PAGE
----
1. Memorandum of Conversation0


  • European Community of “Six”


  • Manlio Brosio, Italian Ambassador
  • Mr. Carlo Perrone-Capano, Italian Minister
  • The Under Secretary
  • WE—Mr. Knight

At the conclusion of a conversation on another subject Ambassador Brosio raised without notice a question which he said was of deep concern to him. He said that in the course of a recent conversation with a prominent (though unnamed) official of the new Administration the official had expressed the opinion that if in the course of their forthcoming meeting in Paris the Heads of Government of the Six were to work out a common position on matters pertaining to political and economic cooperation for presentation in NATO councils, this might jeopardize NATO itself. In view of the gravity of this question for Italy the Ambassador wished to comment on it promptly and to ask the Under Secretary’s views.

The Ambassador said that in his opinion the question of objective was all important. If the aim of the consultation were to move the Six towards a separate Third Force-type position for Europe (which he said Italy would never accept) concern on the part of the US Government would be completely understandable. Actually, however, the objective of the Six was the strengthening of NATO. This being the case, even if the Six were to speak in NATO with one voice the US should feel no concern. He emphasized that if Italy should ever be forced to choose between the Atlantic Alliance and the Community of Six, the Alliance would come first.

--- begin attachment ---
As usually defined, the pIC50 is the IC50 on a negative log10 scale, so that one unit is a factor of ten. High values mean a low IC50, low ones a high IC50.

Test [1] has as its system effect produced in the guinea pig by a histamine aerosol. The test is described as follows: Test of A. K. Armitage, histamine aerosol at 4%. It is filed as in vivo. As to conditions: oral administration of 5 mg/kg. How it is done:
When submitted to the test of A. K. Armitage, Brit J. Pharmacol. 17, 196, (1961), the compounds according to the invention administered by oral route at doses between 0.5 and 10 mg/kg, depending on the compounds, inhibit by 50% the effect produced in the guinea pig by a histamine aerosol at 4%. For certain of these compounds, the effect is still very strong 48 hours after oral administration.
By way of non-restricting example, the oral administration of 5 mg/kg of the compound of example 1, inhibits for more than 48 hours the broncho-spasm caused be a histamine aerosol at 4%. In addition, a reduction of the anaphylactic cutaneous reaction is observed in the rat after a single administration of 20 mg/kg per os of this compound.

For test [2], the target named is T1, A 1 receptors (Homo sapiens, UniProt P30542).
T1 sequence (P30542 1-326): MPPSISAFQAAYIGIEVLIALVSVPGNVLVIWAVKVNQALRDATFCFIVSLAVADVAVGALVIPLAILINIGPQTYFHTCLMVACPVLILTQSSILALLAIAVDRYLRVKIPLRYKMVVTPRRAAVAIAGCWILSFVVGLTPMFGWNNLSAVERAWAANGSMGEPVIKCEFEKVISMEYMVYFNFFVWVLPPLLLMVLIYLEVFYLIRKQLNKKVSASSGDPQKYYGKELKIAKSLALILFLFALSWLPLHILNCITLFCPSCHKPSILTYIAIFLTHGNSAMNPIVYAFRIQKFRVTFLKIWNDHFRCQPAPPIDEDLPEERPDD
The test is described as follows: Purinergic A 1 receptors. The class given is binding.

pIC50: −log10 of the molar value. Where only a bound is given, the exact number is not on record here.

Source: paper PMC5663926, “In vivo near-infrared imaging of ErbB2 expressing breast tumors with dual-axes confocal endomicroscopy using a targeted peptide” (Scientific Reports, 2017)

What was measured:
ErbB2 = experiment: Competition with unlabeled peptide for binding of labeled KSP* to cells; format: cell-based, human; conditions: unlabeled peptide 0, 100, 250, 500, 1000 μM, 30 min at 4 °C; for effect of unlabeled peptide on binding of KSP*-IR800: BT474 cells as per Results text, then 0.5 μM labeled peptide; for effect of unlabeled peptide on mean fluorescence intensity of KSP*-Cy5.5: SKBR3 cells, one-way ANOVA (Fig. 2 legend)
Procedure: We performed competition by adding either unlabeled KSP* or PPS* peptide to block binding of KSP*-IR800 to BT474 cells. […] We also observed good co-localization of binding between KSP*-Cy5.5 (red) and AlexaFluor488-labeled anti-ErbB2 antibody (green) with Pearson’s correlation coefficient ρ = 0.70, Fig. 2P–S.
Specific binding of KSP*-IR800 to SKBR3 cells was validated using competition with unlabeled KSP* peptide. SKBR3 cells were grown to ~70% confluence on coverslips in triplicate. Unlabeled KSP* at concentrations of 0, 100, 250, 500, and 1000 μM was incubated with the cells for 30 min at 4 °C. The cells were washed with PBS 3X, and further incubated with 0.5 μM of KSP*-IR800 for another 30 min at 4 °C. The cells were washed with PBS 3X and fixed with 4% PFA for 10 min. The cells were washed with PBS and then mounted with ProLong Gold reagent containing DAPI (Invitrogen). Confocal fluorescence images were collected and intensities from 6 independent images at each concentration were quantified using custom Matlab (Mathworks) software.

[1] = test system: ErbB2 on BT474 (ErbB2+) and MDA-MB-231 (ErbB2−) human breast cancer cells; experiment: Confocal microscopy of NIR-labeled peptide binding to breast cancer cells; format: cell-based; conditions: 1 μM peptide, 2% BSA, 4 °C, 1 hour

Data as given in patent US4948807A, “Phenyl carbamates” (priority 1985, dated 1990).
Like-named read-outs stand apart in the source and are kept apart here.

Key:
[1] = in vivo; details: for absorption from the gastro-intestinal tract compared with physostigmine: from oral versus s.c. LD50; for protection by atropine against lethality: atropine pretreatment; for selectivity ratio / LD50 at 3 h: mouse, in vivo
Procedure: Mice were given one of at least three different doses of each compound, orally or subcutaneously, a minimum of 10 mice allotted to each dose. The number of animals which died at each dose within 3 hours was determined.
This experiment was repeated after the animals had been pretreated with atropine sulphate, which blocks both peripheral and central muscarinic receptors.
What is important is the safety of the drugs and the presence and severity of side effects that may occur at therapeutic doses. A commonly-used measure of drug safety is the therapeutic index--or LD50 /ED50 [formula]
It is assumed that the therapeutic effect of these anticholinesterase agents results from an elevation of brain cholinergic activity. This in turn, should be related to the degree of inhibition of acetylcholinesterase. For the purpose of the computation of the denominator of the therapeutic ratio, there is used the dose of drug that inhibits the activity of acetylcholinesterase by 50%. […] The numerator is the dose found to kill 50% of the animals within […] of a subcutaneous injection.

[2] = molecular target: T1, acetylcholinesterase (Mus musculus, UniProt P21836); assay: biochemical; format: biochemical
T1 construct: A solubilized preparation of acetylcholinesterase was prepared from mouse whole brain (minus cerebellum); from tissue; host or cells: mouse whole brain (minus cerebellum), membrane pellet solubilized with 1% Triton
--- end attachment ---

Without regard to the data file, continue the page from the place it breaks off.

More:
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The Under Secretary commented that to its credit the American people, as well as the Government, had approved the Common Market concept from the first in view of its long-term political implications, even though it had been apparent that it might in the short term be to the United States’ economic disadvantage. He went on to say that we must realize the enormous strength of the countries of North America and Western Europe, with their advanced state of development and their high population (double that of the Soviet Bloc, excluding China). He said that in his opinion the West had nothing to fear if it could succeed in rapidly developing its resources and its effective instruments for common action. Many in the U.S. would accept forms of multilateral cooperation with Western Europe going far beyond those now existing. This should be our goal. The new relationships should go beyond purely military bonds to encompass political and economic matters, since the military relationship was based purely on fear which could prove to be a transitory phenomenon. The Under Secretary said that the Korean War had been a particular tragedy because it had diverted American thinking away from consideration of new forms of political and economic integration of the free world, and imposed an absolute priority on purely military relationships.

Ambassador Brosio agreed with the substance of the Under Secretary’s remarks and concluded by saying that Italy viewed the Community of Six as a step towards a larger grouping, and not towards division of the NATO grouping already in existence.

  1. Source: Department of State, Secretary’s Memoranda of Conversation: Lot 65 D 330. Confidential. Drafted by Knight. A summary of this conversation was transmitted in telegram 3221 to Paris, February 6. (Ibid., Central Files, 375.800/2–661)